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Hebron shooter Azaria: ‘I have no remorse whatsoever’

Azaria was found guilty of manslaughter and handed an 18-month term for the March 2016 killing of Al-Sharif

Elor Azaria, the Israeli occupation soldier who shot and killed a motionless Palestinian in Hebron in 2016, has told Israeli press he has “no remorse” for his actions.

Speaking to Israel Hayom today, Azaria said of the killing that “I have no remorse whatsoever” and “there is no doubt that if you took me back to those seconds in Hebron, when the event was unfolding, I would act exactly the same all over again because that is what had to be done.” Azaria added that:

I acted in full accordance with what I was trained to do from the moment I became a combat soldier […] I cocked my weapon, I told the company and platoon commanders to move away and I shot him in the head, and that was the end of it. Just one shot.

In March 2016, Azaria was caught on camera shooting 21-year-old Palestinian Abdel Fattah Al-Sharif in the head while he lay wounded on the ground in Hebron, in the occupied West Bank. The footage was released by Israeli human rights organisation B’Tselem and caused international uproar, leading an investigation to be opened against him.

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In January 2017 Azaria was convicted of manslaughter by a Tel Aviv court.  Israeli Justice Maya Heller rejected arguments made by Azaria’s defence team that “the Palestinian assailant was already dead and that Azaria felt threatened at the time of the shooting”, saying: “you can’t have it both ways.” Supporters of Azaria gathered outside the court and abused passing Palestinian workers while hundreds of protesters blocked traffic and clashed with Israeli police outside army headquarters in Tel Aviv, angry at the prospect of Azaria’s conviction.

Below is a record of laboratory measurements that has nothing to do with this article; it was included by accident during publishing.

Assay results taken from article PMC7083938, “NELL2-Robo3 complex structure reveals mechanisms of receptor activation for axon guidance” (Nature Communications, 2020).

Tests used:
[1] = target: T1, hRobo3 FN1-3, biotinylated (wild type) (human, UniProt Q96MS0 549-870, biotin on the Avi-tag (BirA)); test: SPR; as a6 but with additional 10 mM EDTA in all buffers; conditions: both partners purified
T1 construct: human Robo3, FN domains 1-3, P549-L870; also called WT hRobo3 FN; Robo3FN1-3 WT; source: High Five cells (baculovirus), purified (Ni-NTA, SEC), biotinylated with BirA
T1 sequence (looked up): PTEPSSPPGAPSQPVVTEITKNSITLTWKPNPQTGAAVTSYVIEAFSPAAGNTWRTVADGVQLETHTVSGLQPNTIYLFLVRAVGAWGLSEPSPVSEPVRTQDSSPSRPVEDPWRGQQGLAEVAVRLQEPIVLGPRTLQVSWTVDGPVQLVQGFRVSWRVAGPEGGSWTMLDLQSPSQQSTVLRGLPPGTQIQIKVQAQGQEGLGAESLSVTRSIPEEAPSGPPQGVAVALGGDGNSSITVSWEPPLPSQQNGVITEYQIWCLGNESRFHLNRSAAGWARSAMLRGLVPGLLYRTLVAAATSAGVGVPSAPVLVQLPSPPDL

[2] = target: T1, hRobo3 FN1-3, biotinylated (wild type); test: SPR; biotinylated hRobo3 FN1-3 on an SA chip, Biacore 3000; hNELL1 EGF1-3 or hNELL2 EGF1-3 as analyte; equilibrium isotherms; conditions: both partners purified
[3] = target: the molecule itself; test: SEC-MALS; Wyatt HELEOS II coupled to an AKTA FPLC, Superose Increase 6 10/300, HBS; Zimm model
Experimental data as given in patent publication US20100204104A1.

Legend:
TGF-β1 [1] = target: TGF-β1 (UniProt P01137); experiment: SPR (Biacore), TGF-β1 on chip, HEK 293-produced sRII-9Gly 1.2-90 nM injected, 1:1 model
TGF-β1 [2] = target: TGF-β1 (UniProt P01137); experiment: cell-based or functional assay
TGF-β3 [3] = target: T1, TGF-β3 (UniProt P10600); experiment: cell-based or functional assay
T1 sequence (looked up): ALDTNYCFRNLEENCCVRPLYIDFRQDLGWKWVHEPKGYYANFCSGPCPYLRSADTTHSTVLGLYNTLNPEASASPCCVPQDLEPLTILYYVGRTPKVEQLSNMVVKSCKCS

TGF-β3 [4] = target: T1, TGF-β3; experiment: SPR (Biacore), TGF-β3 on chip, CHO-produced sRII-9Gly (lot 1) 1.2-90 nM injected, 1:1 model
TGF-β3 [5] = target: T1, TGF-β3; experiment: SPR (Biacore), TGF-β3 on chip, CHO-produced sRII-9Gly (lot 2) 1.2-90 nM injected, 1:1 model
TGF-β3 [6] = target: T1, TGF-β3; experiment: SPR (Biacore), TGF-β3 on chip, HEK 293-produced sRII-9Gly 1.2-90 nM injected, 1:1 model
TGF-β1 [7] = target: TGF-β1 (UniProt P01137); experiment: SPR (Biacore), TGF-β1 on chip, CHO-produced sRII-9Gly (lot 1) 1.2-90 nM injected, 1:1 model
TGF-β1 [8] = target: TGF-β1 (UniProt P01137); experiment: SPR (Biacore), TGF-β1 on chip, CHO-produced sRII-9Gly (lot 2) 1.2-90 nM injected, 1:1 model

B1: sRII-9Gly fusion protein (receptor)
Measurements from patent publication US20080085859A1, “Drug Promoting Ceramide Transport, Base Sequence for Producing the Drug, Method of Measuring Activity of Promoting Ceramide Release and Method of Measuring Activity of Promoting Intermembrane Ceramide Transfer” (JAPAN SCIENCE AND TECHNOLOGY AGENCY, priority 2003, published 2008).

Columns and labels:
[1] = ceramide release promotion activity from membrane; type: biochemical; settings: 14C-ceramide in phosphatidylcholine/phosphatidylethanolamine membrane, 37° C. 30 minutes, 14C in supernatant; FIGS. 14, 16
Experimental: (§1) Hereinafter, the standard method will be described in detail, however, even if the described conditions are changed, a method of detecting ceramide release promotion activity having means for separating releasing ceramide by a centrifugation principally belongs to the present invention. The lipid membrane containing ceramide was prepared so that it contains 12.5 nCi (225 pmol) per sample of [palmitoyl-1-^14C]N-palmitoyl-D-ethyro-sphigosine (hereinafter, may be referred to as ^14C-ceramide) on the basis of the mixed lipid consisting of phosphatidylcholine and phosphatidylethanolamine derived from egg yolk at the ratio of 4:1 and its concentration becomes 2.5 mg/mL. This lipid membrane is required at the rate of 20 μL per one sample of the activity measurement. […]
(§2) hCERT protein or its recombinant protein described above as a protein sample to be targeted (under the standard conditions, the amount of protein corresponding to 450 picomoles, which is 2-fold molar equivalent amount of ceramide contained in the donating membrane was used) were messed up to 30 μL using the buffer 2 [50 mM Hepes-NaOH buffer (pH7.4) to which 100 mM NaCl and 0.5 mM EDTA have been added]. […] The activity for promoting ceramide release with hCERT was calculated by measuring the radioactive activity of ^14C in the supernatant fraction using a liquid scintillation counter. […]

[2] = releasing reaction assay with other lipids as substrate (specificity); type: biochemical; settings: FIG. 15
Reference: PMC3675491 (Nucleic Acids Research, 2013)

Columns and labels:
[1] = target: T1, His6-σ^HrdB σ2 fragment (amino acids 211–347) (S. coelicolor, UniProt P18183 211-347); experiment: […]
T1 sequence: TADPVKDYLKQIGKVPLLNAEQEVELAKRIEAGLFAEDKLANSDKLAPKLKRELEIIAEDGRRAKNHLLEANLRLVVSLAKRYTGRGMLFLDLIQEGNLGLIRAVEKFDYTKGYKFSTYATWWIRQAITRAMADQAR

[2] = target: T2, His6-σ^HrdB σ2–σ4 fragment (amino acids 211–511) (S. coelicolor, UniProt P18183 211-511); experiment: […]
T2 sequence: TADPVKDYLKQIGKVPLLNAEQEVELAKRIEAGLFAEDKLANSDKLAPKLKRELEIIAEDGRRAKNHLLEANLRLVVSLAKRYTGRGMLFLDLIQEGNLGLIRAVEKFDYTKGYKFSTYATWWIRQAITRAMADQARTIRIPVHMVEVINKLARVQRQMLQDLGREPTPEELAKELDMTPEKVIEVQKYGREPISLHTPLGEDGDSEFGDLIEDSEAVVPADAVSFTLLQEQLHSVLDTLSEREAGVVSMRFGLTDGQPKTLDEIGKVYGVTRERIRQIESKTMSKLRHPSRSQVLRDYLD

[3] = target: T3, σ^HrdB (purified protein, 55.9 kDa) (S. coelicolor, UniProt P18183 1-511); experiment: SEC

A month later, Azaria was handed an 18-month prison sentence. Azaria’s defence team immediately vowed to appeal the ruling. The three judges who tried Azaria agreed he had acted with intent to kill and not because he felt threatened, as his defence team had claimed. However, two judges ruled the “unique post-terror attack” context should be considered, citing allegations that wounded Palestinian Al-Sharif had attempted to carry out a stabbing attack on Israeli soldiers before being shot.

Azaria was treated leniently throughout his detention, being granted release to spend the Jewish festival of Passover with his family after barely serving a month of his sentence. Although Azaria was initially being held at Nahshonim Military Base, east of Tel Aviv, in July 2017 he was released to house arrest and allowed to visit the synagogue. In September, Israel’s military chief of staff cut Azaria’s jail term by four months, citing “consideration of the fact that he is a combat soldier and a warrior” who had “endured a lot”.

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Not long after his sentence was reduced, in October 2017, Azaria submitted a plea for presidential pardon. In his letter to Israeli President Reuven Rivlin, Azaria wrote “I’m sitting in prison [thinking of] an Israeli soldier whose freedom was taken from him because he acted against the evildoers who came to shed Jewish blood.” Israeli Prime Minister Benjamin Netanyahu signed a petition supporting Azaria’s plea, while Israel’s Defence Minister, Avigdor Lieberman, also called for Azaria to be pardoned. In November, President Rivlin rejected these requests, saying in a statement that “the president has taken into account the offenses you [Azaria] committed and their circumstances… and he has decided to reject the request.”

In March 2018 it emerged that Azaria would be released early for “good behaviour.” In May he was released, having served just nine months of his prison sentence. Azaria’s release was brought forward by two days following his request to attend his brother’s wedding. Visiting the site of the shooting in July, Azaria received a hero’s welcome and was greeted by Israeli politician and extremist settler, Baruch Marzel, who lives in the illegal Tel Rumeida settlement of Hebron.

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